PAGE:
Money isn’t the only thing of value donors hand over to a charity. They also provide their personal information, such as names, addresses, and phone numbers. Charities can make money by passing this information on to other charities or even businesses.

A good charity must have a written privacy policy outlining what it does with donors’ personal information. It must either promise not to sell or share that information or give them a way to opt out.

Identifying the Best Charities

Many different criteria distinguish good charities from bad ones. Researching all these facts on your own every time you want to give money to an organization would take hours.

Fortunately, you don’t have to. Several charity watchdog organizations have done the work for you. Each year, they research and evaluate charities from all over the country and summarize their findings in an easy-to-read snapshot. As a donor, all you have to do is type the charity’s name into a website to get a quick picture of its mission, finances, oversight, and transparency.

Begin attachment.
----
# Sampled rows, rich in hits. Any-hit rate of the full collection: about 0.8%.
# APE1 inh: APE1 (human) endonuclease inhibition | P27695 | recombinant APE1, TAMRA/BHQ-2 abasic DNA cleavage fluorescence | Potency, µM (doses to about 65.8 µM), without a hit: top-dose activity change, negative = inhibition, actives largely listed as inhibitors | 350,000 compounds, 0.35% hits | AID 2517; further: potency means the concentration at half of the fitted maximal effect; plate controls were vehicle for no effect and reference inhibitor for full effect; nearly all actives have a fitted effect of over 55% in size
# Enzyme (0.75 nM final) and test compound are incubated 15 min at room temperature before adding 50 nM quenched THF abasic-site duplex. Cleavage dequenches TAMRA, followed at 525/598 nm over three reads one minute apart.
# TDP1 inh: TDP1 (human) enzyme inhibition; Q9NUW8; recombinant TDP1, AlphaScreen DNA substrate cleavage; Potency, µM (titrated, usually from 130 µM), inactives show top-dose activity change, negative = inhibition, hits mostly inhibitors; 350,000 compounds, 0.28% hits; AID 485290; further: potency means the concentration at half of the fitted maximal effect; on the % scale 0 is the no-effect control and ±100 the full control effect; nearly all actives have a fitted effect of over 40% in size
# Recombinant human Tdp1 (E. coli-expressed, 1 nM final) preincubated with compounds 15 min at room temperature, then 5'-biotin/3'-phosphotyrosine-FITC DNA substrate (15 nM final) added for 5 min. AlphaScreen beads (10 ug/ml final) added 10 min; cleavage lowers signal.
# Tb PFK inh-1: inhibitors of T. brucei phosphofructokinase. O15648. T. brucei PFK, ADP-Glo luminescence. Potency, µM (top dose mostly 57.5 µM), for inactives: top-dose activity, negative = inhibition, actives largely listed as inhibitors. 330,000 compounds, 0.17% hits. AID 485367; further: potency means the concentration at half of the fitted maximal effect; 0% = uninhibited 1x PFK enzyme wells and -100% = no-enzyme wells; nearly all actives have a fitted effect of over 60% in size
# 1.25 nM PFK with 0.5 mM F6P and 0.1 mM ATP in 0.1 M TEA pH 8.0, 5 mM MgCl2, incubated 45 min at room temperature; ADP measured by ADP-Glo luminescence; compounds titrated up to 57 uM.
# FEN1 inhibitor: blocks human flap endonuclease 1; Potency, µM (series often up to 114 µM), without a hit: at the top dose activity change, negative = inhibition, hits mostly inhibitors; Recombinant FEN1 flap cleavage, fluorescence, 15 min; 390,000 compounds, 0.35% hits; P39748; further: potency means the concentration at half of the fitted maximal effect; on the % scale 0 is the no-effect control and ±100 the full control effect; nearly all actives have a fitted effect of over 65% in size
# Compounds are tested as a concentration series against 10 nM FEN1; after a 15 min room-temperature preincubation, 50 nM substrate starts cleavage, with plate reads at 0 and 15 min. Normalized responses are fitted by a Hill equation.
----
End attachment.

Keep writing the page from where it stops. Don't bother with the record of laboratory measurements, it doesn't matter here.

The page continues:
BBB Wise Giving Alliance

The BBB Wise Giving Alliance is a project of the Better Business Bureau. It rates charities on 20 standards sorted into four broad categories:

  • Governance and Oversight. The charity must have a board with at least five voting members who meet at least three times per year. No more than 10% of those members can receive any pay, and paid members cannot serve as the chair or treasurer. Board members may not vote on any decision in which they have a conflict of interest.
  • Effectiveness. Charities must set clear goals and measure their success at achieving them. At least once every two years, they must prepare a performance report and submit it to the board. It should cover the organization’s stated goals, how well its activities fit with those goals, how effective its programs are, and how it could improve its performance.